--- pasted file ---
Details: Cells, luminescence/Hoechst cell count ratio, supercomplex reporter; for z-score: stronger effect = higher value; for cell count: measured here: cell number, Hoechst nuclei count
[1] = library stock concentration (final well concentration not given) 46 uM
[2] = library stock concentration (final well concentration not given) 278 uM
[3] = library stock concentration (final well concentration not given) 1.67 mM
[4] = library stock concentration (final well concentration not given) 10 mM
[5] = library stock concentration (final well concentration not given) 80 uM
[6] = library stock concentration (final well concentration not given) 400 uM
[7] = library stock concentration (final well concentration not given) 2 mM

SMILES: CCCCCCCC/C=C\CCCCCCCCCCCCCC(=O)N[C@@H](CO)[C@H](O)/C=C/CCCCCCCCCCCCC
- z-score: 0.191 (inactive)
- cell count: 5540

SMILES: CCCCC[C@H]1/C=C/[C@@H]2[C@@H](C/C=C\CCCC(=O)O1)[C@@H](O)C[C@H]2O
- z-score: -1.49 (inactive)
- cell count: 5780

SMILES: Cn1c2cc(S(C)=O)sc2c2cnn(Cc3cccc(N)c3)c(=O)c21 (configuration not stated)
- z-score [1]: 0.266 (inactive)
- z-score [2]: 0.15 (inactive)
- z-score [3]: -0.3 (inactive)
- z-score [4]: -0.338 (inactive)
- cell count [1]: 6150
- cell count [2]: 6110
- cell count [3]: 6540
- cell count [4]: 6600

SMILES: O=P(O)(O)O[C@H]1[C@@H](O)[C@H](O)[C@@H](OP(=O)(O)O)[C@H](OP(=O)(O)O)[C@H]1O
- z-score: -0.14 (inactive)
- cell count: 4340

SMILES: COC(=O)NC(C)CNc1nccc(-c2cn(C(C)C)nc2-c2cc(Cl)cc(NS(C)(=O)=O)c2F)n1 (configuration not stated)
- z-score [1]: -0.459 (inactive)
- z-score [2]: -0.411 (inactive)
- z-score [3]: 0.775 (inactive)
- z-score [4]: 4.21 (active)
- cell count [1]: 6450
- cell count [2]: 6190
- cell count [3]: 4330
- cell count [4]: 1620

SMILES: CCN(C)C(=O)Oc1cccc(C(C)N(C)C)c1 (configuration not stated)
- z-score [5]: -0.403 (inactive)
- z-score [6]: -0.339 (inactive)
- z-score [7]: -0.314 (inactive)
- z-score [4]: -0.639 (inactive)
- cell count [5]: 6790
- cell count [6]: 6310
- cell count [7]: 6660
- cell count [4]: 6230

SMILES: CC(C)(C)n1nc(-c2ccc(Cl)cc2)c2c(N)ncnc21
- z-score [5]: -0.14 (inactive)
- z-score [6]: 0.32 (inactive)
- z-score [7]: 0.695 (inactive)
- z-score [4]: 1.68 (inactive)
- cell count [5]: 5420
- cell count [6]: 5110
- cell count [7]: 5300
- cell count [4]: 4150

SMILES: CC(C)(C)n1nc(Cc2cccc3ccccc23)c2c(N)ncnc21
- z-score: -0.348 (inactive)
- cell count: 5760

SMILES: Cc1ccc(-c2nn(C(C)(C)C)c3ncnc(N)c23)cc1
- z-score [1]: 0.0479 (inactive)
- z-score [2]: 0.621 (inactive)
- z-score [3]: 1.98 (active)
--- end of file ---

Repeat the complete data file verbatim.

Details: Cells, luminescence/Hoechst cell count ratio, supercomplex reporter; for z-score: stronger effect = higher value; for cell count: measured here: cell number, Hoechst nuclei count
[1] = library stock concentration (final well concentration not given) 46 uM
[2] = library stock concentration (final well concentration not given) 278 uM
[3] = library stock concentration (final well concentration not given) 1.67 mM
[4] = library stock concentration (final well concentration not given) 10 mM
[5] = library stock concentration (final well concentration not given) 80 uM
[6] = library stock concentration (final well concentration not given) 400 uM
[7] = library stock concentration (final well concentration not given) 2 mM

SMILES: CCCCCCCC/C=C\CCCCCCCCCCCCCC(=O)N[C@@H](CO)[C@H](O)/C=C/CCCCCCCCCCCCC
- z-score: 0.191 (inactive)
- cell count: 5540

SMILES: CCCCC[C@H]1/C=C/[C@@H]2[C@@H](C/C=C\CCCC(=O)O1)[C@@H](O)C[C@H]2O
- z-score: -1.49 (inactive)
- cell count: 5780

SMILES: Cn1c2cc(S(C)=O)sc2c2cnn(Cc3cccc(N)c3)c(=O)c21 (configuration not stated)
- z-score [1]: 0.266 (inactive)
- z-score [2]: 0.15 (inactive)
- z-score [3]: -0.3 (inactive)
- z-score [4]: -0.338 (inactive)
- cell count [1]: 6150
- cell count [2]: 6110
- cell count [3]: 6540
- cell count [4]: 6600

SMILES: O=P(O)(O)O[C@H]1[C@@H](O)[C@H](O)[C@@H](OP(=O)(O)O)[C@H](OP(=O)(O)O)[C@H]1O
- z-score: -0.14 (inactive)
- cell count: 4340

SMILES: COC(=O)NC(C)CNc1nccc(-c2cn(C(C)C)nc2-c2cc(Cl)cc(NS(C)(=O)=O)c2F)n1 (configuration not stated)
- z-score [1]: -0.459 (inactive)
- z-score [2]: -0.411 (inactive)
- z-score [3]: 0.775 (inactive)
- z-score [4]: 4.21 (active)
- cell count [1]: 6450
- cell count [2]: 6190
- cell count [3]: 4330
- cell count [4]: 1620

SMILES: CCN(C)C(=O)Oc1cccc(C(C)N(C)C)c1 (configuration not stated)
- z-score [5]: -0.403 (inactive)
- z-score [6]: -0.339 (inactive)
- z-score [7]: -0.314 (inactive)
- z-score [4]: -0.639 (inactive)
- cell count [5]: 6790
- cell count [6]: 6310
- cell count [7]: 6660
- cell count [4]: 6230

SMILES: CC(C)(C)n1nc(-c2ccc(Cl)cc2)c2c(N)ncnc21
- z-score [5]: -0.14 (inactive)
- z-score [6]: 0.32 (inactive)
- z-score [7]: 0.695 (inactive)
- z-score [4]: 1.68 (inactive)
- cell count [5]: 5420
- cell count [6]: 5110
- cell count [7]: 5300
- cell count [4]: 4150

SMILES: CC(C)(C)n1nc(Cc2cccc3ccccc23)c2c(N)ncnc21
- z-score: -0.348 (inactive)
- cell count: 5760

SMILES: Cc1ccc(-c2nn(C(C)(C)C)c3ncnc(N)c23)cc1
- z-score [1]: 0.0479 (inactive)
- z-score [2]: 0.621 (inactive)
- z-score [3]: 1.98 (active)